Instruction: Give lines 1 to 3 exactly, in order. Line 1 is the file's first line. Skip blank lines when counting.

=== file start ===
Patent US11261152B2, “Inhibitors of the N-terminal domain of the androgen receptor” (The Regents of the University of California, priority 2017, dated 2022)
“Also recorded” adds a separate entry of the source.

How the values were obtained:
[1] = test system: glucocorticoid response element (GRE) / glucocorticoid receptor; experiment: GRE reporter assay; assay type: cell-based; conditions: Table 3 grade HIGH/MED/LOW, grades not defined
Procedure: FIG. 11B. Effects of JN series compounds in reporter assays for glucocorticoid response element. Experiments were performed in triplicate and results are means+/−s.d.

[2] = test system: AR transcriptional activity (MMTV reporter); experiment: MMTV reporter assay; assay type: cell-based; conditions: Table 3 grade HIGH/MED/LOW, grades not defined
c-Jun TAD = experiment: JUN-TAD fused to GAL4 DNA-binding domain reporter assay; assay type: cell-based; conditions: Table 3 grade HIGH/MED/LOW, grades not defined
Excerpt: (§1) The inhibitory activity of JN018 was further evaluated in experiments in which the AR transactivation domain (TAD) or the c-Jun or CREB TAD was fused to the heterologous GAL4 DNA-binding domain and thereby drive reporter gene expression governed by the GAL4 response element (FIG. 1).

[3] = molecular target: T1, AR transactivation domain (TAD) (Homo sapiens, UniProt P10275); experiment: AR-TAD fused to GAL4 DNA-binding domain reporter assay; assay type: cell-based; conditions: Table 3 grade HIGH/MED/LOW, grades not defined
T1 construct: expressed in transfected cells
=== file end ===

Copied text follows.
Patent US11261152B2, “Inhibitors of the N-terminal domain of the androgen receptor” (The Regents of the University of California, priority 2017, dated 2022)
“Also recorded” adds a separate entry of the source.

How the values were obtained: